When Isoude designer Kate Brierley opened her windows for the first time last spring, the newly warm air wasn’t the only thing she let in.
“Lying there, I started thinking about rhythms. Spring was coming and I became very aware of my circadian rhythm and I could literally hear the earth coming alive,” Brierley recalls.
Those ideas became the starting point of Brierley’s Spring/Summer 2014 collection. She turned to Australian artist Emily Green to help turn those ideas into designs. Together, they came up with a brushstroke-dotted print that appears numerous times in the collection on avariety of pieces, including gowns, jumpsuits and sheath dresses. Meant to represent the ascending and descending aspects of the circadian rhythm, the print appears in two forms: a bright multicolor and a blue. The former is a nod to the rise of rhythms from dawn to day and the latter the fall of day to night.
“There’s a purity to it, a childlike wonder to it,” said Brierley of the print. “It’s not overly wrought, not ironic, it’s so pure.”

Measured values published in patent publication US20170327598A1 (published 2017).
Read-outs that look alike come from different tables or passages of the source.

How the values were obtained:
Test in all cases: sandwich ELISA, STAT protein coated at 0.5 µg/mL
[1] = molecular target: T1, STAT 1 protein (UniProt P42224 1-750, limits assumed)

For Brierley, the strong influence of a print was a new element to her design process.
“This is the first time I’ve started a collection with a print, where the story began with a visual cue versus a structural one.” Allowing for that kind of open-mindedness, according to Brierley, is a key component of her design process.
“The process is always changing: How some people get in the mood for a certain type of food, I get in the mood for clothes and design,” says Brierley, who studied at both RISD and the Fashion Institute of Technology (FIT) in New York. “I try to be very relaxed and open to accept where the inspiration is coming from. If you try to overthink, it never comes out right.”
That process has paid off in the growing success this latest collection has already seen. Two Isoude gowns -- a blue ombre print and an orchid hue -- were featured on Town and Country’s website and Brierley is already working on additional iterations of the featured print, including an embroidered version that a client recently scooped up solely based on a sketch hanging on her studio wall.
Brierley says her customers, who range in age from eighteen to eighty, tend to be “patrons,” who are drawn to design with an artistic bent.
“I think that our clients really appreciate things that are special and well-made. They have an intuitive sense of collecting.”
RI Monthly, Courtney Coelho